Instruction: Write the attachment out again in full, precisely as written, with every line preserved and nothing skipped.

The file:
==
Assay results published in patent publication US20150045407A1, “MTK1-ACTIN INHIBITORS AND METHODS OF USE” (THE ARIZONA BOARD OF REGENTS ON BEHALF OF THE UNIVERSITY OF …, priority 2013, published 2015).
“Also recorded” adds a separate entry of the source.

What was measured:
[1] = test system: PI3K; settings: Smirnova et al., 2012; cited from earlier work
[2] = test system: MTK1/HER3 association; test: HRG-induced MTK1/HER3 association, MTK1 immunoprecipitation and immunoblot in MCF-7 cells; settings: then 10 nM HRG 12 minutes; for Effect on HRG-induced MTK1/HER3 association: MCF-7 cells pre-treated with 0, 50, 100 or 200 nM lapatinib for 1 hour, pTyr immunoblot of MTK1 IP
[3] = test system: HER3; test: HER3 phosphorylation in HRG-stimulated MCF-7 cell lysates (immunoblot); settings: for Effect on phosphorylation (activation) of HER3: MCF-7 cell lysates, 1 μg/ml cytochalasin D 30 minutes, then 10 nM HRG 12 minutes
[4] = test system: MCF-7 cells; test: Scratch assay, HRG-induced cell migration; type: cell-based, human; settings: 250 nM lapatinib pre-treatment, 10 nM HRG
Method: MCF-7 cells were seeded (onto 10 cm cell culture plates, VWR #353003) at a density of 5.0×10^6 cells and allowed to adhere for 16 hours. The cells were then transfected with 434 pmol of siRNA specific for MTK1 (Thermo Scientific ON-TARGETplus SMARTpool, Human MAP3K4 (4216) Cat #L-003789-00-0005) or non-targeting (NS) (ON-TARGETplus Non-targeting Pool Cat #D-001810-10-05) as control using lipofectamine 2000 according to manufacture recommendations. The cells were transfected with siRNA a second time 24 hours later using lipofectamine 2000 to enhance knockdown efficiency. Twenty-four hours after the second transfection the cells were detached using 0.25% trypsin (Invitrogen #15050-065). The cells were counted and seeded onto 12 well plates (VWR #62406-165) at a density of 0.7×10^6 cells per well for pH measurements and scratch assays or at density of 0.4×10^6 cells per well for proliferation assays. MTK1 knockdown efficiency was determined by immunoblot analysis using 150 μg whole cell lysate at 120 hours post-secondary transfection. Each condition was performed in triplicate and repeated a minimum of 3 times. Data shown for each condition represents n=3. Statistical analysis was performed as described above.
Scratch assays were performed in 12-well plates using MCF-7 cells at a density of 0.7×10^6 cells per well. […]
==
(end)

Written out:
Assay results published in patent publication US20150045407A1, “MTK1-ACTIN INHIBITORS AND METHODS OF USE” (THE ARIZONA BOARD OF REGENTS ON BEHALF OF THE UNIVERSITY OF …, priority 2013, published 2015).
“Also recorded” adds a separate entry of the source.

What was measured:
[1] = test system: PI3K; settings: Smirnova et al., 2012; cited from earlier work
[2] = test system: MTK1/HER3 association; test: HRG-induced MTK1/HER3 association, MTK1 immunoprecipitation and immunoblot in MCF-7 cells; settings: then 10 nM HRG 12 minutes; for Effect on HRG-induced MTK1/HER3 association: MCF-7 cells pre-treated with 0, 50, 100 or 200 nM lapatinib for 1 hour, pTyr immunoblot of MTK1 IP
[3] = test system: HER3; test: HER3 phosphorylation in HRG-stimulated MCF-7 cell lysates (immunoblot); settings: for Effect on phosphorylation (activation) of HER3: MCF-7 cell lysates, 1 μg/ml cytochalasin D 30 minutes, then 10 nM HRG 12 minutes
[4] = test system: MCF-7 cells; test: Scratch assay, HRG-induced cell migration; type: cell-based, human; settings: 250 nM lapatinib pre-treatment, 10 nM HRG
Method: MCF-7 cells were seeded (onto 10 cm cell culture plates, VWR #353003) at a density of 5.0×10^6 cells and allowed to adhere for 16 hours. The cells were then transfected with 434 pmol of siRNA specific for MTK1 (Thermo Scientific ON-TARGETplus SMARTpool, Human MAP3K4 (4216) Cat #L-003789-00-0005) or non-targeting (NS) (ON-TARGETplus Non-targeting Pool Cat #D-001810-10-05) as control using lipofectamine 2000 according to manufacture recommendations. The cells were transfected with siRNA a second time 24 hours later using lipofectamine 2000 to enhance knockdown efficiency. Twenty-four hours after the second transfection the cells were detached using 0.25% trypsin (Invitrogen #15050-065). The cells were counted and seeded onto 12 well plates (VWR #62406-165) at a density of 0.7×10^6 cells per well for pH measurements and scratch assays or at density of 0.4×10^6 cells per well for proliferation assays. MTK1 knockdown efficiency was determined by immunoblot analysis using 150 μg whole cell lysate at 120 hours post-secondary transfection. Each condition was performed in triplicate and repeated a minimum of 3 times. Data shown for each condition represents n=3. Statistical analysis was performed as described above.
Scratch assays were performed in 12-well plates using MCF-7 cells at a density of 0.7×10^6 cells per well. […]